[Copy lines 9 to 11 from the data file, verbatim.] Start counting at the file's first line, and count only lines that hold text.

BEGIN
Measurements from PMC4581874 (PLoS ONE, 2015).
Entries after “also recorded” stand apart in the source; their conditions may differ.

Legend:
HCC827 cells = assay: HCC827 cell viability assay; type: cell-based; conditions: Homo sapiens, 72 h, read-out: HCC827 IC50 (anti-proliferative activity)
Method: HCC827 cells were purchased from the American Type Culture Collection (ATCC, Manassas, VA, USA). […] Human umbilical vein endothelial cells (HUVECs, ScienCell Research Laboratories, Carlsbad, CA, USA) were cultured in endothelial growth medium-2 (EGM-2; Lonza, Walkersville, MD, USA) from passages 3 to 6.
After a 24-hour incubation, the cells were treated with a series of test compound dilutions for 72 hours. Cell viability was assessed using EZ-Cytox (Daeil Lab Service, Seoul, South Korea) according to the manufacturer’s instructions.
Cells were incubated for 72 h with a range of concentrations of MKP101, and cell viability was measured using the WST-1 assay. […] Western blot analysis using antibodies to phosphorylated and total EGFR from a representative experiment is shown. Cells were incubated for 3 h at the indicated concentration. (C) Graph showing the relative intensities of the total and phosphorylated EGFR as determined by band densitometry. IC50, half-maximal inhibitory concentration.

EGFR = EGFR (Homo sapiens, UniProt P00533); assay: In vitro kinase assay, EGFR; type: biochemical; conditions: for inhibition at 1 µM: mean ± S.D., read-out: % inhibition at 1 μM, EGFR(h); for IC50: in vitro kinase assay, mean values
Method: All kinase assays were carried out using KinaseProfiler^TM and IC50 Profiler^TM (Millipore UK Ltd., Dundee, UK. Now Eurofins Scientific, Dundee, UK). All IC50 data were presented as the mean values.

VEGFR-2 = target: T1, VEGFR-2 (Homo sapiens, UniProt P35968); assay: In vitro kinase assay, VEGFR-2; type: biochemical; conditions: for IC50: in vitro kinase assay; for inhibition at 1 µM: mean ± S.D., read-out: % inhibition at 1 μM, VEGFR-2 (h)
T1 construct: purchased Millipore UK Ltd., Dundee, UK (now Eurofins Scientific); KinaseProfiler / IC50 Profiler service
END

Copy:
Method: All kinase assays were carried out using KinaseProfiler^TM and IC50 Profiler^TM (Millipore UK Ltd., Dundee, UK. Now Eurofins Scientific, Dundee, UK). All IC50 data were presented as the mean values.

VEGFR-2 = target: T1, VEGFR-2 (Homo sapiens, UniProt P35968); assay: In vitro kinase assay, VEGFR-2; type: biochemical; conditions: for IC50: in vitro kinase assay; for inhibition at 1 µM: mean ± S.D., read-out: % inhibition at 1 μM, VEGFR-2 (h)
T1 construct: purchased Millipore UK Ltd., Dundee, UK (now Eurofins Scientific); KinaseProfiler / IC50 Profiler service